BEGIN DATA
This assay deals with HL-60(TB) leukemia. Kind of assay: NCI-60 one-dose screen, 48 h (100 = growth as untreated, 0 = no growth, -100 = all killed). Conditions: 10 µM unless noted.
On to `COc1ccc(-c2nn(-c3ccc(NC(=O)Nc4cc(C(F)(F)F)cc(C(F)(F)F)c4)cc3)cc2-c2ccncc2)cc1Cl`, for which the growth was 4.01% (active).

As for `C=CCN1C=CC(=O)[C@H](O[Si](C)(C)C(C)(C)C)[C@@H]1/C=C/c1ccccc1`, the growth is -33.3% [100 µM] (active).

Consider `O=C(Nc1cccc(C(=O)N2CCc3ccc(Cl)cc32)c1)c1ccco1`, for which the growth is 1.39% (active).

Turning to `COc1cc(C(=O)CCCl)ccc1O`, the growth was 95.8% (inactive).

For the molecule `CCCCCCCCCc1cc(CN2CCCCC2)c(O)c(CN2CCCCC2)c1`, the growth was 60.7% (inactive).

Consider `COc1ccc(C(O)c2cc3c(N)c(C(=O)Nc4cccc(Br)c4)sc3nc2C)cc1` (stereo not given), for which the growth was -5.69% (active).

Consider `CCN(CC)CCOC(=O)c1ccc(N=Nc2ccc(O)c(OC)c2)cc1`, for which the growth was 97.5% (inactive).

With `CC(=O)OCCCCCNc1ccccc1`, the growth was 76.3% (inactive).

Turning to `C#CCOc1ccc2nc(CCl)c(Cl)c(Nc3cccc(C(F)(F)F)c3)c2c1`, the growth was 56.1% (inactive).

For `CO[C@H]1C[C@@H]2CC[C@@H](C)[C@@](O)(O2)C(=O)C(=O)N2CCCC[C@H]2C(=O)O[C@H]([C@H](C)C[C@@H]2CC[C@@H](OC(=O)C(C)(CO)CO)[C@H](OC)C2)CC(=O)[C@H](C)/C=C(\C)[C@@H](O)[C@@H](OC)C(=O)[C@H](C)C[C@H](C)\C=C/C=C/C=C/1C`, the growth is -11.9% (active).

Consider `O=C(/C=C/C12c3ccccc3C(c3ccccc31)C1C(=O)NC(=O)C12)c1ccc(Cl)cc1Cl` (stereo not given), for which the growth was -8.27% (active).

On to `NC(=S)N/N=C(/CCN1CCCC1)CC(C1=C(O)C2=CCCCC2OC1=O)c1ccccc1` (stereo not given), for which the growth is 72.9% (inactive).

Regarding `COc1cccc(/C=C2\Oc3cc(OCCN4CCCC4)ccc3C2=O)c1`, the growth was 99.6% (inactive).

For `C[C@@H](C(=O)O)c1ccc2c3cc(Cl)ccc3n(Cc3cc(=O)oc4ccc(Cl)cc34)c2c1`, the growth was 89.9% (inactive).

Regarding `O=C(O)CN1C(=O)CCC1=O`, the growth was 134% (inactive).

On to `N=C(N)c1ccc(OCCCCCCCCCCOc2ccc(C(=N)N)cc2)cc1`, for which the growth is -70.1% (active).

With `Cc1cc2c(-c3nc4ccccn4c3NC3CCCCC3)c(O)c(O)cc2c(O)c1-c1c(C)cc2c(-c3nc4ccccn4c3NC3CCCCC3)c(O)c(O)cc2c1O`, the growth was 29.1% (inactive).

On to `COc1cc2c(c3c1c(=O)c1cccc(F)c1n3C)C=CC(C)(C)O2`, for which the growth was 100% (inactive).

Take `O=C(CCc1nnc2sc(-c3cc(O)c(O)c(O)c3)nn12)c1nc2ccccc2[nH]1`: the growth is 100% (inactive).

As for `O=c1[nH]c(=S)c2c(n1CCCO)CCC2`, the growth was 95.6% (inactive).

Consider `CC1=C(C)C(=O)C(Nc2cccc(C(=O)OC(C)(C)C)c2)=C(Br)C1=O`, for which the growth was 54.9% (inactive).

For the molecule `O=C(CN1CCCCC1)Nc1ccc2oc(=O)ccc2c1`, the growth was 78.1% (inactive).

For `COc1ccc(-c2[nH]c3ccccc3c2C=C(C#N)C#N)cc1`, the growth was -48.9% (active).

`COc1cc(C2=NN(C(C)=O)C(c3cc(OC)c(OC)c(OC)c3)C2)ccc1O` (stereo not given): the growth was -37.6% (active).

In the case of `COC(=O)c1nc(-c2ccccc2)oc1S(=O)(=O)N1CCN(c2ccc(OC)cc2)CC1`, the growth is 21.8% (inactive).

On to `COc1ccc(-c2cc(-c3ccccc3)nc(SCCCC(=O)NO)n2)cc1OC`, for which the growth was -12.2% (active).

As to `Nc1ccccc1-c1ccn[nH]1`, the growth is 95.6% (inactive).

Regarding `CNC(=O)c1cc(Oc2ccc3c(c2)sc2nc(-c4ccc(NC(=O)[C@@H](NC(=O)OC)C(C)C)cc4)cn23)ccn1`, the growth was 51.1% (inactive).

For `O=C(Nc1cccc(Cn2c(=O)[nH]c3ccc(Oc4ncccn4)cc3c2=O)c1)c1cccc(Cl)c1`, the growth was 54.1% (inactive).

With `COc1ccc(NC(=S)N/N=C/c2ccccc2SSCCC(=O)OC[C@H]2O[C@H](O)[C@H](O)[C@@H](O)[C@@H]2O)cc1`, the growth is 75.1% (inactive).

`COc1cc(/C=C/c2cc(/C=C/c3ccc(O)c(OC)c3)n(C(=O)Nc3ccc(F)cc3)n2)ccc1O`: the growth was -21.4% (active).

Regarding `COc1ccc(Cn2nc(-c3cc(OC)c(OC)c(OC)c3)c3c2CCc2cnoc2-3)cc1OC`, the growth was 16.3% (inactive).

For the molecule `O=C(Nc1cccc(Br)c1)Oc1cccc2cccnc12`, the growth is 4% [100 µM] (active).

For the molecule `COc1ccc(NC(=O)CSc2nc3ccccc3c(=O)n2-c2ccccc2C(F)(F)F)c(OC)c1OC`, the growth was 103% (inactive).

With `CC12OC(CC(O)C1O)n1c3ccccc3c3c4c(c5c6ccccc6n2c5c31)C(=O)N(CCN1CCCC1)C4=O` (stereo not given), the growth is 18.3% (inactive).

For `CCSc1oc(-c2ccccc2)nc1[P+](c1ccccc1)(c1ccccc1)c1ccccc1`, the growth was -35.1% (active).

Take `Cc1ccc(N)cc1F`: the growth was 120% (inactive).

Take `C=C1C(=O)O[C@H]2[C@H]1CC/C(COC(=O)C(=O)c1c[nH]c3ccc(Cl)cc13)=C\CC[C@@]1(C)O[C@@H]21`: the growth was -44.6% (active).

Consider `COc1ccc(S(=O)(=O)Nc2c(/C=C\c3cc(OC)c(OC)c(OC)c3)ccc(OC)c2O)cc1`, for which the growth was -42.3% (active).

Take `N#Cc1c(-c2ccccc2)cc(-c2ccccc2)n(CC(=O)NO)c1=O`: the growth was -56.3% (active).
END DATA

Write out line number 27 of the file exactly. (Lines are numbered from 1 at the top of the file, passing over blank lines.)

On to `COc1ccc(-c2cc(-c3ccccc3)nc(SCCCC(=O)NO)n2)cc1OC`, for which the growth was -12.2% (active).